Tuesday, October 31, 2017
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When historian Stephen Ambrose wrote the bestseller about their amazing adventure, he appropriately titled it Undaunted Courage. It's one of the many accounts of the Lewis and Clark Expedition, the daring group who explored America's new Louisiana Purchase 200 years ago. As they made their way along the Missouri River, traveling from St. Louis all the way to the Pacific Ocean, most every bend in the river revealed sights and wildlife that no white man had ever seen. One of the many critical moments on their two-year expedition was the point in Montana where they encountered a fork in the Missouri River. There was no map to guide them, and a wrong choice could exhaust their resources for a very long journey. The river to the right was muddy like the Missouri had been. The crew wanted to go that way. But Captain Lewis and Captain Clark assessed the situation, and led their reluctant men down the left fork. When the expedition reached the massive waterfalls that Indian friends had told them they would find, they all knew they had chosen the right way.
I'm Ron Hutchcraft and I want to have A Word With You today about "Following The People or Leading The People."
The captains on the Lewis and Clark Expedition had the courage and conviction to lead their crew where the crew didn't think they should go. That's called leadership. And some people you're responsible for may need for you to be leading them with that kind of courage right now.
See, the troops are often wrong about which way to go. They were in Moses' day when the majority said it was too dangerous to go into the Promised Land. Two men exercised godly leadership that day, defying the popular opinion-Joshua and Caleb. And though the people refused to follow their lead, Joshua and Caleb were the only ones of their generation who did not die during the forty years in the wilderness. And forty years later, God gave Joshua the amazing assignment of leading His people into the land where Joshua had tried to take them before. Nehemiah steadfastly led a sometimes frightened, sometimes reluctant majority to stay on mission and finish the Jerusalem wall against overwhelming odds.
In Exodus 17, beginning with verse 4, our word for today from the Word of God, we find a revealing picture of what real, principled leadership requires-whether it's leading your family, your business, a church, a ministry, or any people who look to you. As usual, the Israelites were complaining and quarreling and grumbling against Moses. They're desperate for water, and there's none around. "Then Moses cried out to the Lord, 'What am I to do with these people? They are ready to stone me.' The Lord answered Moses, 'Walk on ahead of the people (Listen to that!)...take in your hand the staff with which you struck the Nile. I will stand before you by the rock of Horeb. Strike the rock and water will come out.'" And Moses' leadership was again vindicated as water for a nation flowed from that rock.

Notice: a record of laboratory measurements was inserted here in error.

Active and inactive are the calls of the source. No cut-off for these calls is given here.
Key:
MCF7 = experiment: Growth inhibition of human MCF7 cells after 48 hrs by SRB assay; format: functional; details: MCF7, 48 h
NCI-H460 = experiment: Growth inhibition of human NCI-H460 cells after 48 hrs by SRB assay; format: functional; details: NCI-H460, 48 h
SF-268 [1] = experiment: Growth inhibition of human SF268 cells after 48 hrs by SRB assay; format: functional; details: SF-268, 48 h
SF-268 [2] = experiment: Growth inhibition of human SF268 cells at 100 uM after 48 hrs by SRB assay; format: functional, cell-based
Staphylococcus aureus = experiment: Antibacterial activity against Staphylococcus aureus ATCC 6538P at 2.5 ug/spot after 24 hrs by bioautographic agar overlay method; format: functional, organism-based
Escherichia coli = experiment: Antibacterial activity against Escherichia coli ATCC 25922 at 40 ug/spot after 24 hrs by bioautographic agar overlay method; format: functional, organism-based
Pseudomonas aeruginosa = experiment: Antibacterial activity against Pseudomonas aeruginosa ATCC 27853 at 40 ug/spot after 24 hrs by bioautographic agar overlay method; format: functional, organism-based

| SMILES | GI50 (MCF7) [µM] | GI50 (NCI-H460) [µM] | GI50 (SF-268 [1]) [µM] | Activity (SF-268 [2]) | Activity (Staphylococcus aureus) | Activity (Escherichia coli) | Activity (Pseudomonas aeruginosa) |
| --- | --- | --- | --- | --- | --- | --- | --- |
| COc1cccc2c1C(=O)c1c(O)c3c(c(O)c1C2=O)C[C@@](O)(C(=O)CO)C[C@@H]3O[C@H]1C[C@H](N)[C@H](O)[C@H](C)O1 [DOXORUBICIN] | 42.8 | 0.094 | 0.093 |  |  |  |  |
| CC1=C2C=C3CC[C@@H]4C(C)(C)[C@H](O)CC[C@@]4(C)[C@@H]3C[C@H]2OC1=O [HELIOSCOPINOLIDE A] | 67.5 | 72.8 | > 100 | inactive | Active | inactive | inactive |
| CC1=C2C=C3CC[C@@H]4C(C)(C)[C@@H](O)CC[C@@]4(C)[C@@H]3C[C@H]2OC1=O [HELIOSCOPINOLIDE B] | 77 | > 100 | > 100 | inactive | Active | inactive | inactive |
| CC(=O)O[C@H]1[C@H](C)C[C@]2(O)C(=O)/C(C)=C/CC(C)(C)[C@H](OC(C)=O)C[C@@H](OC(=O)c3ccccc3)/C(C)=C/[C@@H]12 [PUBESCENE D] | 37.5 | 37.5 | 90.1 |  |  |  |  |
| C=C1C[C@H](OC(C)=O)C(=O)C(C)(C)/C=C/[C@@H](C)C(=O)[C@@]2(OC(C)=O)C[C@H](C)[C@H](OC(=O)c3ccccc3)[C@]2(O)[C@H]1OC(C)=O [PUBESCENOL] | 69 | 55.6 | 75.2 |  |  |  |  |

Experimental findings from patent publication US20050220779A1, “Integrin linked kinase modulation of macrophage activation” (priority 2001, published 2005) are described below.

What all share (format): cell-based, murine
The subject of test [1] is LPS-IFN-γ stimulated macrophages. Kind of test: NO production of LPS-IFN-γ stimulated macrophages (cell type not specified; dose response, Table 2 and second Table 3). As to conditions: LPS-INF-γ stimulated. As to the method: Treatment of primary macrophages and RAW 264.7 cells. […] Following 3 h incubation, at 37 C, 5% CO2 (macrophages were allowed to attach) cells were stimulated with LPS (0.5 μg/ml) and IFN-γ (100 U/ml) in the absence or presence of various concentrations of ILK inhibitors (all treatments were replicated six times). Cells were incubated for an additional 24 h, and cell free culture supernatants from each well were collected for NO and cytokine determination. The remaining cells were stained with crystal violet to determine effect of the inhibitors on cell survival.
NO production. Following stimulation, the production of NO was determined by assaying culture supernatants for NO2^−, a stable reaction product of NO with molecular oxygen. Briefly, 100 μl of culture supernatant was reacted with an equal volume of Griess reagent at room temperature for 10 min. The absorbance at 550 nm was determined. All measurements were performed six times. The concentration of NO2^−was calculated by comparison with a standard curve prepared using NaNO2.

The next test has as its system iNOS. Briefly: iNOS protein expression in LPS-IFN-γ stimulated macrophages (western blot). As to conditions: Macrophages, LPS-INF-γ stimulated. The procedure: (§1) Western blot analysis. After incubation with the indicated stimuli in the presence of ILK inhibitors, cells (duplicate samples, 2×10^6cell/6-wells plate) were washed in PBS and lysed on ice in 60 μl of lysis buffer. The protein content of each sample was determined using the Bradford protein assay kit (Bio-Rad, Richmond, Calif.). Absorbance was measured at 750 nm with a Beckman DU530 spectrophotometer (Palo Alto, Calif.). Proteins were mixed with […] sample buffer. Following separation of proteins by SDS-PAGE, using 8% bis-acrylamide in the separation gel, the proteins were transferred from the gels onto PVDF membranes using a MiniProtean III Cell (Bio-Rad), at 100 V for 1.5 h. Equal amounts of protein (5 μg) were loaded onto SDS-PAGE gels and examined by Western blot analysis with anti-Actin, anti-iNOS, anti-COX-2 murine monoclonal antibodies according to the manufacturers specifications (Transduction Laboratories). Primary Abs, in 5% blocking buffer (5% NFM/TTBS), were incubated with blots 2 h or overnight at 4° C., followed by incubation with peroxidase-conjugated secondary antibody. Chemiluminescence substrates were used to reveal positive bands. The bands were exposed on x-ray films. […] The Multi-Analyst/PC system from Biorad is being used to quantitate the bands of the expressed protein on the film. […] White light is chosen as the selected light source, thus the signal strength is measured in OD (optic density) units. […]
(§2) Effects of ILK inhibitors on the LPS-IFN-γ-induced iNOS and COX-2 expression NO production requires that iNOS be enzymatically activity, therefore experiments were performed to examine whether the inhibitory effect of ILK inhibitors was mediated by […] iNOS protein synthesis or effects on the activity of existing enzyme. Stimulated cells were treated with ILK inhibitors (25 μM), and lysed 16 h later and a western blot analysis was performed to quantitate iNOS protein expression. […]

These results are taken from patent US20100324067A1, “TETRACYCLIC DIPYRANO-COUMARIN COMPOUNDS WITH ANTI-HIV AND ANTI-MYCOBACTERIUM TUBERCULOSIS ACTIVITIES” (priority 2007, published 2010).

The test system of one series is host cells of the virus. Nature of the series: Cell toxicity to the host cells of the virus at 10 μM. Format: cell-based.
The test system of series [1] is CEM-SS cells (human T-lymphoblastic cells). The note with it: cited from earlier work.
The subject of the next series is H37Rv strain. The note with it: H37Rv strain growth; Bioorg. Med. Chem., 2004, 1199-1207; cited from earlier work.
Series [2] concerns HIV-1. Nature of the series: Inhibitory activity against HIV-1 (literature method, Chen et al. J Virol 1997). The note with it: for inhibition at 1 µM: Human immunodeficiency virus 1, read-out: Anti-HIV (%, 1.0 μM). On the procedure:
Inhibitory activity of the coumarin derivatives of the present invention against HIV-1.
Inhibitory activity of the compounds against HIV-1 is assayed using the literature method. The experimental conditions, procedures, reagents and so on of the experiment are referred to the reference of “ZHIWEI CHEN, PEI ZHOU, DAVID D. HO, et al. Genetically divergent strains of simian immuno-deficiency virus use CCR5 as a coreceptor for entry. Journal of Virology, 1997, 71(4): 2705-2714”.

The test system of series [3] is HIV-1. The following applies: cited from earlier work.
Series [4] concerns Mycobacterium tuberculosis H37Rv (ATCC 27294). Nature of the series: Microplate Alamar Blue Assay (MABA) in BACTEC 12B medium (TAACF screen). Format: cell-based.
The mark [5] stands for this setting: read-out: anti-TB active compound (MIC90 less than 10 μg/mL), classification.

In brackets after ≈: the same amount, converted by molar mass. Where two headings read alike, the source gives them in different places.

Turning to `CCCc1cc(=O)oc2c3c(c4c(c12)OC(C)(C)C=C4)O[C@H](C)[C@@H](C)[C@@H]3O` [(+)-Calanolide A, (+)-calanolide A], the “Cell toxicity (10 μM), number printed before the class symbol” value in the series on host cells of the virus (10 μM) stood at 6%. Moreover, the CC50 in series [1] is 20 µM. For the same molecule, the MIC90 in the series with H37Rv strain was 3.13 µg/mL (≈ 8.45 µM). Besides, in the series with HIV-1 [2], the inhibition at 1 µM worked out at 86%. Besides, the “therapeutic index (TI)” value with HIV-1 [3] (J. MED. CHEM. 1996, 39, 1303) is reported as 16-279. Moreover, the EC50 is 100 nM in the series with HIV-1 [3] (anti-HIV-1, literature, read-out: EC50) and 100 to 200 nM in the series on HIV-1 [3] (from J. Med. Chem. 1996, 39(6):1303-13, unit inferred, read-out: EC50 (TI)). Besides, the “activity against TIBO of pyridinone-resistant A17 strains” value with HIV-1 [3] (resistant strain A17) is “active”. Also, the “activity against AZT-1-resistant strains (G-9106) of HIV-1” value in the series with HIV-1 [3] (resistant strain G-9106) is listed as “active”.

That's the kind of leadership I hope you and I are prepared to give. Walk ahead of the people you're leading-you can't hear the Lord as long as you're listening to the crowd. You have to extricate yourself from the fray and get some perspective, get above the fray. Then cry out to God, "What am I to do with these people?" And listen for where He is headed and do what He says. Your job is to let God show you what He is up to, and then to join Him in what He's doing by obeying Him, and then leading the people in that direction even if another way seems right to them.
Don't follow your biases. Don't follow your own wisdom. Don't follow the people that you're supposed to be leading. Follow the Lord where He's going. When you lead with that kind of courage and that kind of conviction, you can take the people to their destiny instead of to a detour.